The other day I had to do a rather icky merge. I tried it via the command line, but was so confused that I had to use a GUI tool.

I used meld, but it seems that there are others, like kdiff3. But meld, while shiny, was still a bit hard to use. Not too hard, though, but I expect there to be something more intuitive.

Which tools are out there that a newbie to merging will be able to use easily?

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    For which operating system? Feb 4, 2014 at 21:42
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    And are you willing to pay (for instance, for Beyond Compare)? If so, please state a budget. If not, please add the gratis tag. please help us to help you.
    – Mawg
    Aug 21, 2018 at 9:06
  • @Manishearth, re "bit hard"; needs elaboration. Also, what budget , $, $$, or $$$?
    – Pacerier
    Apr 12, 2023 at 0:46

4 Answers 4


It depends on what you're used to.

I came to Git from a Perforce world and as such, found P4Merge the best. It is free and easy to setup with Git.

However, I soon found P4Merge limiting and quickly graduated to BeyondCompare, which is not free.

If you're new to merging, start simple and try P4Merge.

UPDATE: I have now stopped using Beyond Compare and use KDiff3 instead. The only thing you need to use kdiff3 are the keyboard shortcuts.

The panels you see in a 3 way merge are numbered 1, 2 and 3 from left to right. To resolve a merge conflict by choosing the changes from panel 1, you hit Ctrl-1. Hit Ctrl-1 again and it turns off the change from panel 1. If you want changes from panel 1, followed by panel 2, hit Ctrl+1, then Ctrl+2. If you want them in the reverse order, you hit Ctrl+2 then Ctrl+1. See where I'm going with this? Its incredibly simple.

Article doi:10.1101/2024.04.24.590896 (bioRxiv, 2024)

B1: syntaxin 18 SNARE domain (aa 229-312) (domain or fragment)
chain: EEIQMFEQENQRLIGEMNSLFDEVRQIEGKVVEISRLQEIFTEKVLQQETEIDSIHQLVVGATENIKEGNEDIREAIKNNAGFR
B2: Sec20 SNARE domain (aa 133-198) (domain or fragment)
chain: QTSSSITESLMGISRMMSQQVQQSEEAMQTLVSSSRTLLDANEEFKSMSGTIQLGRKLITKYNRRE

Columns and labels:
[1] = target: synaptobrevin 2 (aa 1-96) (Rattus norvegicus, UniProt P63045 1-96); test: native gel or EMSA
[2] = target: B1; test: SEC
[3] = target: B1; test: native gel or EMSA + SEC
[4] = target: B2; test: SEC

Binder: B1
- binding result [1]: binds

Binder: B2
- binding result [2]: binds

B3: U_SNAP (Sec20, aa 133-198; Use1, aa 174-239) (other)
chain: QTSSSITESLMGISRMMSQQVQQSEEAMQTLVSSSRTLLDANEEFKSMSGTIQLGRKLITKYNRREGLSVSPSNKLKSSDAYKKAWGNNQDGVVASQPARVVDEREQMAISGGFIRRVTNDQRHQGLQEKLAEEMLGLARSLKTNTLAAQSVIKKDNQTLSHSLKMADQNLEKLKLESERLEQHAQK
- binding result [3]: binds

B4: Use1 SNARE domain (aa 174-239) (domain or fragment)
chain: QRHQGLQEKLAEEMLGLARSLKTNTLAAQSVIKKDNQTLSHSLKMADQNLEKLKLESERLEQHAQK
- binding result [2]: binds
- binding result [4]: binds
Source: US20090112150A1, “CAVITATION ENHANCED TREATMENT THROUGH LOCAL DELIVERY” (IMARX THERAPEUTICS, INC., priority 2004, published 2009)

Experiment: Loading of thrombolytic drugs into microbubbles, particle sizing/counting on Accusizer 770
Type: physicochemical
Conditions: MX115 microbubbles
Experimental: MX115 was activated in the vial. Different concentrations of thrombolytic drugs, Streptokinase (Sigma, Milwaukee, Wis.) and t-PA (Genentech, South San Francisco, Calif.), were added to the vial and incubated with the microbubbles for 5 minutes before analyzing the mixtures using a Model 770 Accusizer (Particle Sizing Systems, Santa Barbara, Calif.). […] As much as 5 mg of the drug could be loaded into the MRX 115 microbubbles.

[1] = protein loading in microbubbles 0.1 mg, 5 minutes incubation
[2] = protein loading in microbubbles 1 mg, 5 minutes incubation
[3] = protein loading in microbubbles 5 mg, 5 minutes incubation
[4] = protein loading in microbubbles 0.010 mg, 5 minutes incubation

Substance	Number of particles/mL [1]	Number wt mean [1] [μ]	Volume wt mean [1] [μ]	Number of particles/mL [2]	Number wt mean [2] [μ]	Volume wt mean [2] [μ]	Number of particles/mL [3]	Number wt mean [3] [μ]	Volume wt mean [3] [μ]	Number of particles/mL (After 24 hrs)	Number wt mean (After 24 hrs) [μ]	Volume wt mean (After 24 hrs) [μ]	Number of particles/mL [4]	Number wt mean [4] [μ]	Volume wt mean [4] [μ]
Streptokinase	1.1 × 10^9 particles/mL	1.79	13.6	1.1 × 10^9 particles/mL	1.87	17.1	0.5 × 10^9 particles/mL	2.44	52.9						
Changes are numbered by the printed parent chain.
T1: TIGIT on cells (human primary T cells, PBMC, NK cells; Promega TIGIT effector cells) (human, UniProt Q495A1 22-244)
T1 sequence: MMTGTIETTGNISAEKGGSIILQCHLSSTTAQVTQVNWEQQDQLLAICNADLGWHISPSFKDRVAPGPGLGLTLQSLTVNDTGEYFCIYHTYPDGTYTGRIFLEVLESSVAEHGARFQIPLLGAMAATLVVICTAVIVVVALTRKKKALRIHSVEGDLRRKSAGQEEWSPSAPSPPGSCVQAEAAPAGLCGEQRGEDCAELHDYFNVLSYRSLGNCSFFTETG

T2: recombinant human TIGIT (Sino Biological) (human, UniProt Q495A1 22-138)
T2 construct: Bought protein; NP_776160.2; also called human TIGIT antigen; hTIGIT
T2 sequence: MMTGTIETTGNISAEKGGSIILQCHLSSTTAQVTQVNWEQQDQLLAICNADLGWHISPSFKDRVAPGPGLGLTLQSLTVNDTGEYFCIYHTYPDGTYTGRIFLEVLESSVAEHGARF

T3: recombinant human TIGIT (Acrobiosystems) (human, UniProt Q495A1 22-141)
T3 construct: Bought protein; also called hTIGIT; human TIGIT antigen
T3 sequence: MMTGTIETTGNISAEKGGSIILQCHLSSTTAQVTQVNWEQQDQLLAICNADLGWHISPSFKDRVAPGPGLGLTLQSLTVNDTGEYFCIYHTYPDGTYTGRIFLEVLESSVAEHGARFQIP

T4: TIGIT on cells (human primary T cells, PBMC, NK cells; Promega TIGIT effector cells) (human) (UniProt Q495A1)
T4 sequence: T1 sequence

Finally, you navigate between conflicts with Ctrl-Up and Ctrl-Down. If you want to manually add in changes, you just type. That's it.

Finally, as a nice bonus, if you're using Git Extensions on Windows, it comes with built in support for KDiff3.

PS> Even if you like the command line, you can invoke a GUI using git mergetool

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    BeyondCompare is nice, and I use WinMerge where I don't have BeyondCompare available. Feb 4, 2014 at 22:07
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    I still recommend Beyond Compare Nov 20, 2015 at 1:31

We use Araxis Merge (available for Windows and OS X) and I like to think that the basics of the application itself are very easy to use, so I think it would fit your requirement of "a newbie to merging will be able to use easily".

Of course, it also costs 200 € per user. (Well spent IMHO.)


I have been consulting as a software developer for *cough!`* decades now. In my experience, there are a few "industry standards", which we can assume means that multiple people, at multiple companies, agree on their superiority.

If you have particular "must have" features, please update your question to state them.

You do not state an operating system.

For Windows, the standard paid solution is Beyond Compare. There is a list of features here.

I have purchased a license, and this is my preferred tool.

enter image description here

For Windows, the standard free solution is WinnMerge, although you can use KDiff3 and Meld, both of which I mention later. Sicne I don't know which features are important to you, I can only say that ore companies use WinMerge, and I prefer it to those two. enter image description here

For Linux, you can use meld - list of features here enter image description here

For Linux, you can also use KDiff3 - list of features here.

The choice is all yours. If you need more information, please update your question.


SublimeMerge is worth mentioning.

enter image description here

Price: $100 (Evaluate for free – no account, tracking, or time limits) nagware

supported OS: linux, win, mac

what features you like: 3 way merge, integrates with git mergetool

why you think it is user-friendly: it has all the same shortcuts as sublime


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